#9

If the person in question has a lawyer who can draw up a pre-nuptial, than that person can instead have the lawyer draw up the correct business partnership agreements.

In any case, in the contract will be contested, a prenup doesn’t have any more chnace of getting through court than the correct business agreements do.

If there is this much concern, it is worth using proceeds from the business in order to hire a lawyer to help with the partnership paperwork. If neither partner in the business is willing to do that, perhaps there isn’t enough trust or agreement between them to keep the partnership going.

The Catholic member of this threesome, whoever it is, should call the tribunal for advice.


#10

I don’t know all the fine details, but at my husband’s law firm all the partners are required to have pre-nups as a condition of their partnership. If a potential partner is already married, they are required to execute a post-nup. When my husband became a partner we were already married, so I took a copy of the proposed post-nup to another attorney (unrelated to my husband’s firm) to look over for my benefit. According to her, it was pretty standard stuff. It never would have occurred to me to submit it to a church tribunal.

Interestingly, a few years ago one of the partners became engaged to be married. As it happened, his fiancee balked at signing a pre-nup, and the partner announced his intention to get married anyway. When the rest of the partners threatened to sue him it got ugly, and he ended up leaving the firm. When she determined that his income had taken a huge dive, the fiancee decided that he wasn’t marriage material anymore. I think he dodged a bullet.


#11

Why do you need a pre-nup for that? The articles of the business should clearly dileniate the assets that belong to each partner. They can also include clauses perhaps that no one else is allowed to possess the business without the consent of all the partners. Which means the wife cannot get the business in the event of a divorce, although she can surely sue for equal compensation in another form (monetary or assets).


#12

You were already married. There was nothing to submit to the tribunal.


#13

Yeah, as I think about it, you’re right.


#14

#15

Well, not a lawyer myself but come from a family of them and the partner’s share of the business is not subject to to inclusion in the marital assets, as far as I know. So the prenup for that reason is unnecessary. To protect each other, the partners need to make a clear contract that states just what part of the business each owns.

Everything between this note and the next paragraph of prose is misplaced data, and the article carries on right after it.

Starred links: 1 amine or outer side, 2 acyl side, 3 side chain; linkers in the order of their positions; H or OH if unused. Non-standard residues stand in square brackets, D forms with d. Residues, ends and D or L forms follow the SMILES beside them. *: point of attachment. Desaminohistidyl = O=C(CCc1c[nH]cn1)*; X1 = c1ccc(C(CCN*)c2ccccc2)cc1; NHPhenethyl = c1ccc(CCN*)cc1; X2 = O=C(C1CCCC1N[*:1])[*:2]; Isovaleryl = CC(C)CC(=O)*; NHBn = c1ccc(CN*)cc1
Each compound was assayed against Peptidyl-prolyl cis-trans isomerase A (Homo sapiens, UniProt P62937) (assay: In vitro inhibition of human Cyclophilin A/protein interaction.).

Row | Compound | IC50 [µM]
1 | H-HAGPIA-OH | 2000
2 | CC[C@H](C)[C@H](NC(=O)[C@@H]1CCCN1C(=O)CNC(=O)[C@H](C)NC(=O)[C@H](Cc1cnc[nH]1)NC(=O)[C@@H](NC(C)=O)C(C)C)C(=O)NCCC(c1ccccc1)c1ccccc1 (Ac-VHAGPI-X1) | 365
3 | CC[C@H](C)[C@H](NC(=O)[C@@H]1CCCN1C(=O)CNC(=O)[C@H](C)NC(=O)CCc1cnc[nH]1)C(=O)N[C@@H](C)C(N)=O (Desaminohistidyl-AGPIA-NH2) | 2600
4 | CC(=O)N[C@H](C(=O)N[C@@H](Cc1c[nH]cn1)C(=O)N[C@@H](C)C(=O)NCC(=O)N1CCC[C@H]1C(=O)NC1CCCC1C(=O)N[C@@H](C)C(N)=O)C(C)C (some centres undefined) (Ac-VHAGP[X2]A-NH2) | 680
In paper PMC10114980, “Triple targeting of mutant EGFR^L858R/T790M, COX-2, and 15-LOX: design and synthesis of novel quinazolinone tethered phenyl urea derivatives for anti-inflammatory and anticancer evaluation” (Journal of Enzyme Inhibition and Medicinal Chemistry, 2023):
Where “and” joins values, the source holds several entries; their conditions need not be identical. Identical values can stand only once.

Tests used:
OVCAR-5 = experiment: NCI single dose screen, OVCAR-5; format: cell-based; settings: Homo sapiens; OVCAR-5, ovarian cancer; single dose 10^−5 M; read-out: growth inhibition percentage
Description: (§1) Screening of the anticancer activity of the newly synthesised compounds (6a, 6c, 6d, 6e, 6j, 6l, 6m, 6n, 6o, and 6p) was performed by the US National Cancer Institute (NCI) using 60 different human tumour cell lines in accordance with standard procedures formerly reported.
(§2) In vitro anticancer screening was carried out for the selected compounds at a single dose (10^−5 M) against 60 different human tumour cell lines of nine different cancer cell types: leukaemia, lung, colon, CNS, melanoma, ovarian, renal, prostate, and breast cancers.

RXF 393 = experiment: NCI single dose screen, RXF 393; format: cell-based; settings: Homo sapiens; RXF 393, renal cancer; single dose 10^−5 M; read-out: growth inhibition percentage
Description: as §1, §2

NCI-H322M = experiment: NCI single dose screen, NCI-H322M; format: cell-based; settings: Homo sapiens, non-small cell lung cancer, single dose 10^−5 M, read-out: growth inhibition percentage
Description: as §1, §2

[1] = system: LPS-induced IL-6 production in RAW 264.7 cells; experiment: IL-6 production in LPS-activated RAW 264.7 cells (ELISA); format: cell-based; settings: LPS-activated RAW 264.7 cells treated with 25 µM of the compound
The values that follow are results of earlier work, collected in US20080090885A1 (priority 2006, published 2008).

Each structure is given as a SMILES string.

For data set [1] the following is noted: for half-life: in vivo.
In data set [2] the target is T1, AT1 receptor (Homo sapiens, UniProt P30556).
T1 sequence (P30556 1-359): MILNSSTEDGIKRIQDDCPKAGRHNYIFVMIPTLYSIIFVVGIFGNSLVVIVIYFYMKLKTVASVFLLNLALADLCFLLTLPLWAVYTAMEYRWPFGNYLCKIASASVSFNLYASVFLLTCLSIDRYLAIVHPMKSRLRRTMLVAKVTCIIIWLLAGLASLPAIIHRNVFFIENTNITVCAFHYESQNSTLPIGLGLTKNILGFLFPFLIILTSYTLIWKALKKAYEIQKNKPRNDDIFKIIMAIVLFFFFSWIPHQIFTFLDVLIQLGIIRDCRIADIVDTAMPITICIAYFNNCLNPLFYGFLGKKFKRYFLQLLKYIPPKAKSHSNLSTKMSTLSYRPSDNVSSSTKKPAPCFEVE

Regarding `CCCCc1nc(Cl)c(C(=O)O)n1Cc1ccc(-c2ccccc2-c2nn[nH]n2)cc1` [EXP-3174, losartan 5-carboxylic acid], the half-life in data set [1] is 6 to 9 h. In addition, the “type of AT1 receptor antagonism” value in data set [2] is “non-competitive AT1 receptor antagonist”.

#16

:popcorn: wow this is an interesting thread.


#17

Not necessarily true. The putative husband (or wife) cannot force his business partner to change the structure of the business association.

This is an incorrect statement of the law . A prenup has a presumption of being a legally binding document. It is enforceable in court. A business partnership can be established without any legal documentation whatsoever.

A prenup cannot undo an already existing agreement between business partners, no matter who is paying the bill.

My question in the original post was “can” not “should”. This advice is always good, of course, but by its nature it insinuates there are some circumstances that you could protect an innocent 3rd-party with a prenup (else, why would you call). I want to know if it is possible under any circumstance to protect an innocent 3rd-party business partner. For example, if I’m a Catholic lawyer and a client approaches me on this issue, if I know there is a blanket prohibition, I can save the client time and energy. And as an amateur theologian, I’m also curious.


#18

The only cases that I know of that have had prenuptial agreements approved involved the disposition of assets to heirs (for example in widow/widower marriages where there are children of the first marriage) upon death. Not divorce.

Death, not divorce. But that can also be handled through estate planning.

Make an appointment to talk to the Judicial Vicar in your diocese, and he can explain the revelant Church law to you.


#19

I’ve gotta agree with 1ke above me - the only permitable prenups are ones that aren’t about divorce.

The issue isn’t isn’t who the prenup is designed to benefit, the issue is that a couple is entering a marriage with while admitting and planning for the possibility of divorce. That’s going to draw the validity of the marriage into question.

On a pragmatic note, no one should mix their business finances with their personal finances. There are ways to separate the two through incorporation and other means. If the business partner has been told about these options and refuses to have recourse to them, that’s his own fault.


#20

Another interesting tidbit I should have put in my original post is that moral law and church law may be different on the point. Not all things that are moral are permitted by church law.